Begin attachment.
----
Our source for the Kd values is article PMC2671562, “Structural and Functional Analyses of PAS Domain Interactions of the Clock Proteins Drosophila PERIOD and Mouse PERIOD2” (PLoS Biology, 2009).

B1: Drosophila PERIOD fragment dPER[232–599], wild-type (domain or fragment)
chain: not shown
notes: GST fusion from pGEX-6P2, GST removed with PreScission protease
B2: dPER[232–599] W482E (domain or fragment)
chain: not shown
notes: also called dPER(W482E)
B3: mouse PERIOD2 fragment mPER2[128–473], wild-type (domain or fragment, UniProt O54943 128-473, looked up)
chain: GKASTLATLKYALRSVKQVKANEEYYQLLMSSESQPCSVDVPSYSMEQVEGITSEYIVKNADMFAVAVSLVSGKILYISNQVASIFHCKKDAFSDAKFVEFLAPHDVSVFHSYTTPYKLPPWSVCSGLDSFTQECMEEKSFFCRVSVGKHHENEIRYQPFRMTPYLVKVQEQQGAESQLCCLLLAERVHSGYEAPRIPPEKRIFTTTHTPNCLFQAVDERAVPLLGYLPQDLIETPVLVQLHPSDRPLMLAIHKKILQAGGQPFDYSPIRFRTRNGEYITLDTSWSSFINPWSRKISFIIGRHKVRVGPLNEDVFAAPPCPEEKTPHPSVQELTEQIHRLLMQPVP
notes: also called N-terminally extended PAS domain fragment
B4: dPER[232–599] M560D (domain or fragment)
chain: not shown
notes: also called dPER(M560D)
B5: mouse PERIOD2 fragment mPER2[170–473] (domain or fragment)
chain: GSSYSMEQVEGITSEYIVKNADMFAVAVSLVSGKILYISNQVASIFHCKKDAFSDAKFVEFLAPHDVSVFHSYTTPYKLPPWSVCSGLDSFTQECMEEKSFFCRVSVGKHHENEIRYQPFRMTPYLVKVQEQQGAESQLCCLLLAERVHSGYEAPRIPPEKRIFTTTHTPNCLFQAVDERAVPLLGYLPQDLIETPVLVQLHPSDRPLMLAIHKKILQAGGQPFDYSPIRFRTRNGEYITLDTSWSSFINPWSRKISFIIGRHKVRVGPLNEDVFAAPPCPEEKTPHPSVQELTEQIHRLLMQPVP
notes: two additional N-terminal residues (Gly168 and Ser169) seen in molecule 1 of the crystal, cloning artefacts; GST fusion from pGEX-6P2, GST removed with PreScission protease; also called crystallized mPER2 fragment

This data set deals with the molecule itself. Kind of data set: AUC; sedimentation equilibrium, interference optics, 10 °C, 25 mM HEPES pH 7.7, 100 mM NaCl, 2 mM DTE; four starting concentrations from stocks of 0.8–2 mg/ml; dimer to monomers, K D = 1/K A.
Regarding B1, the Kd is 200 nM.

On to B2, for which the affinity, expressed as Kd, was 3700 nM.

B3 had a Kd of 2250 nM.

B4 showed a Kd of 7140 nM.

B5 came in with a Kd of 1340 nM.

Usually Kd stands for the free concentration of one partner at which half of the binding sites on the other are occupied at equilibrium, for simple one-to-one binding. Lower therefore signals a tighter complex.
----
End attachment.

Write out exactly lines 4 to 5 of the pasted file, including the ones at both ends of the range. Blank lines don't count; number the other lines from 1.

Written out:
notes: GST fusion from pGEX-6P2, GST removed with PreScission protease
B2: dPER[232–599] W482E (domain or fragment)